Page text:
Why deprive same sex couples of their legal rights?

When the highest court gave a decision on the Navtej Singh Johar case, it held that LGBT citizens have a right to not be discriminated against on the basis of their sexual orientation.
It was keeping this in mind that this same sex couple approached the Delhi high court.
Rashme Sehgal reports.
All illustrations: Dominic Xavier/Rediff.com

Dr Kavita Arora (47) and Ankita Khanna (36) are mental health professionals who have been in a relationship for eight years.

While Kavita grew up in the Alaknanda Colony in New Delhi, Ankita grew up in Mussoorie and Dehra Dun.

Their educational credentials sound perfect.

Kavita completed her MBBS from the Lady Harding Medical College and her MD in psychiatry from the Maulana Azad Medical College.

She then went on to do a specialised course in psychiatry at the Royal College of Psychiatry in the UK.

Ankita studied psychology from Jesus and Mary College in Delhi and specialised in clinical psychology from IP College in Delhi.

When Kavita returned from the UK, she joined the Sitaram Bhartia Institute of Science and Research working as a consultant in child and adolescent psychiatry.

Some years later she set up her own NGO Children First to provide specialised care for adolescent and young adults suffering from mental issues.

Ankita went on to work as a counsellor at the Shri Ram School in Gurgaon and then as a psychologist at the Sitaram Bhartia Institute.

Some years later she also joined Children First which over the years has expanded to employ a large team of psychiatrists, psychologists and occupational therapists.

Like any young woman Kavita was introduced to several prospective grooms by er parents so she could ‘settle down’ to a good match.

But she soon realised that she was not attracted to the opposite sex.

Ankita by contrast, realised from her teenager days that she was bi-sexual who was attracted to both men and women.

The two met in 2006 and struck up a friendship so much so that Kavita was one of the invitees to Ankita’s marriage in 2008.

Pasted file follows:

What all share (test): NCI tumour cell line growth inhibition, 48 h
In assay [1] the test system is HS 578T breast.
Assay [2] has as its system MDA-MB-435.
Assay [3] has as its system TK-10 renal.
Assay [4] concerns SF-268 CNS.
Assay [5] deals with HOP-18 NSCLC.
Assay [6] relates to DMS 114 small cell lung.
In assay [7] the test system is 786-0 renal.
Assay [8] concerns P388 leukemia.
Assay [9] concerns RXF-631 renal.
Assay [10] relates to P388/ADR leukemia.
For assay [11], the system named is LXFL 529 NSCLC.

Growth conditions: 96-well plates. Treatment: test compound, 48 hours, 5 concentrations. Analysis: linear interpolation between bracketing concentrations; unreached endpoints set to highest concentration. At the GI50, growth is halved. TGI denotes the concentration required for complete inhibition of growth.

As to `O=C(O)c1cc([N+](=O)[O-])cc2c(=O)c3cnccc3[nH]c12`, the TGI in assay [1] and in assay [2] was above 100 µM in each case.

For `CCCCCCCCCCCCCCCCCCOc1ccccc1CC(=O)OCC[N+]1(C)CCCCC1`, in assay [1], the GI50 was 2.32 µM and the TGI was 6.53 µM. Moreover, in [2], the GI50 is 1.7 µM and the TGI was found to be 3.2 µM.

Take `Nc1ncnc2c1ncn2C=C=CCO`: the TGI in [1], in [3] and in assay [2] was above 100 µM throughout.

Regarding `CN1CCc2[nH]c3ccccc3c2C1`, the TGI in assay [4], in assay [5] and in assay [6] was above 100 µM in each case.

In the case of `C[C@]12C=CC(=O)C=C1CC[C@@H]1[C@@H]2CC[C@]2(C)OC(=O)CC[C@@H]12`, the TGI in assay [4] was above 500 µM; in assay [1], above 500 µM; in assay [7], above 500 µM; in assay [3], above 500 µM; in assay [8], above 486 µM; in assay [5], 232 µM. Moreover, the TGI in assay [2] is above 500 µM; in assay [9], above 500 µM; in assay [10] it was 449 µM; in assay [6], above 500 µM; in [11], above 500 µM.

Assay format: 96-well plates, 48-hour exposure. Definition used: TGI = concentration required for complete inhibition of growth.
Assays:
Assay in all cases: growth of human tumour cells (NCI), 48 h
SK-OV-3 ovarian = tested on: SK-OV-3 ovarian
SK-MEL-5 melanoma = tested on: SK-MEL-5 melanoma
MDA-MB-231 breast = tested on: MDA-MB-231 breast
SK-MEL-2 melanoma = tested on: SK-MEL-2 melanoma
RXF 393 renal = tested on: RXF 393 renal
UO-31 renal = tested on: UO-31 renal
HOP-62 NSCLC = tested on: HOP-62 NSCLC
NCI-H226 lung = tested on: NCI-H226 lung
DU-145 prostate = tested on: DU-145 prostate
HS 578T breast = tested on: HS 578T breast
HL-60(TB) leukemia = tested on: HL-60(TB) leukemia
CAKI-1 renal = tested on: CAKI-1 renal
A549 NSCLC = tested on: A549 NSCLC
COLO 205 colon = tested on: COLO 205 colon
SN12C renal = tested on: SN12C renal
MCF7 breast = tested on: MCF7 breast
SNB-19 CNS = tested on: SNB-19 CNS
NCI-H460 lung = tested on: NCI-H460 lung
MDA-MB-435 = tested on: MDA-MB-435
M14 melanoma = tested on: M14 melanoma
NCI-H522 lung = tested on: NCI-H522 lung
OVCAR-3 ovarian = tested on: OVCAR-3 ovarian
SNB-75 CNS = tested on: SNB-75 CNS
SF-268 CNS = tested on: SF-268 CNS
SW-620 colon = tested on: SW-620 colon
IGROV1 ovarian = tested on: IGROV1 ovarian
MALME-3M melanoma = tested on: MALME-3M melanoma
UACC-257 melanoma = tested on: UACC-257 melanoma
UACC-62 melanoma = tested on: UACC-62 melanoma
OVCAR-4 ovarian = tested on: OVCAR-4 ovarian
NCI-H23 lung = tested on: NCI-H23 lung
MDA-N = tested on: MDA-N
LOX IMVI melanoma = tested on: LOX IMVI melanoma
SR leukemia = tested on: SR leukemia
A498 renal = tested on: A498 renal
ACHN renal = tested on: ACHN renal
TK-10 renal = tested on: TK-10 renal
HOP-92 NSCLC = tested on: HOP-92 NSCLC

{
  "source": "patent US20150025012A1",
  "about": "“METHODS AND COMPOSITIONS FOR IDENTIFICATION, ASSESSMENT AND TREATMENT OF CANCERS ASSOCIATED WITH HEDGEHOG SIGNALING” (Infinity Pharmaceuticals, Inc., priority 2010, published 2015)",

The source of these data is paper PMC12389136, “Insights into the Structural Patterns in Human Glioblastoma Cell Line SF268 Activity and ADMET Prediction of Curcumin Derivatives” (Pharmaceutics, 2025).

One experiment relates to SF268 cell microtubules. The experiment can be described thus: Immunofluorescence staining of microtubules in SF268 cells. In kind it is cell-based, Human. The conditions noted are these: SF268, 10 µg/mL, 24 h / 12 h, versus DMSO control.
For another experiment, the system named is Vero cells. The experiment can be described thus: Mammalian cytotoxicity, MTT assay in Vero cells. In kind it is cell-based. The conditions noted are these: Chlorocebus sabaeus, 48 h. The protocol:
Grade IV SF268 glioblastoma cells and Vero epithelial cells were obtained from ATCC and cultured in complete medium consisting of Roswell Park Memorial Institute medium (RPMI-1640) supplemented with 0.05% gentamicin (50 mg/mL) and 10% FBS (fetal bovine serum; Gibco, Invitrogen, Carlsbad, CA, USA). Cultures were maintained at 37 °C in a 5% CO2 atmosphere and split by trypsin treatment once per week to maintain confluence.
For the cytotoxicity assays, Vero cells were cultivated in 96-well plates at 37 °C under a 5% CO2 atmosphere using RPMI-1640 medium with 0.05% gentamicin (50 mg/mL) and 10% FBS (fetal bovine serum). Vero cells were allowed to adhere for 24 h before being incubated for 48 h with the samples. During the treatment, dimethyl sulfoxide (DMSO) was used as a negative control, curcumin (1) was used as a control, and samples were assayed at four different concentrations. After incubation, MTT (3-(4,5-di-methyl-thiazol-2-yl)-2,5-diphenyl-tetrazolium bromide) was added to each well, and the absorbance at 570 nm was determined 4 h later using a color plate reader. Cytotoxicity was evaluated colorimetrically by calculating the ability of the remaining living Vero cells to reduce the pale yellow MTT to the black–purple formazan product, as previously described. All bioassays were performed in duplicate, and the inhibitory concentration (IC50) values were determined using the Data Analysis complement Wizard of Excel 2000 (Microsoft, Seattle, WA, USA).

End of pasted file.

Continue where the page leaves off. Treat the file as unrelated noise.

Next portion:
Four years later, the situation began to change.

Both women found themselves spending a great deal of time with each other and also to be attracted to one another.

For Ankita, ending her marriage was a painful decision.

Fortunately, her husband proved to be understanding and they separated by mutual consent in 2012.

Making their parents and close relatives understand was an uphill task, but gradually, they too accepted the relationship.

According to them, simple things that a married couple take for granted were denied to them such as opening a joint bank account, buying family health insurance, or securing an address proof as was the case when Ankita applied for a passport.

Their journey was not been easy.

Not only did they have to struggle to come to terms with their sexuality, but till the Supreme Court decriminalised Section 377 of the Indian Penal Code in 2018, they lived under the shadow of a criminal law.

Sources close to the couple pointed out, “They live together. They share finances. They take care of Kavita’s father, who is over 88 years old. They go on vacations with their parents. When they are ill, they care for each other sharing their highs, the lows as do any couple who have come together in love.’

Their legal counsel Surabhi Dhar pointed out that “The law bestows a myriad legal rights and protections in matters of succession, taxation, insurance, maintenance, pension, health and marital privileges that are unavailable to unmarried couples. But both of them felt deprived of all the legal rights and social benefits that come to same sex couples.”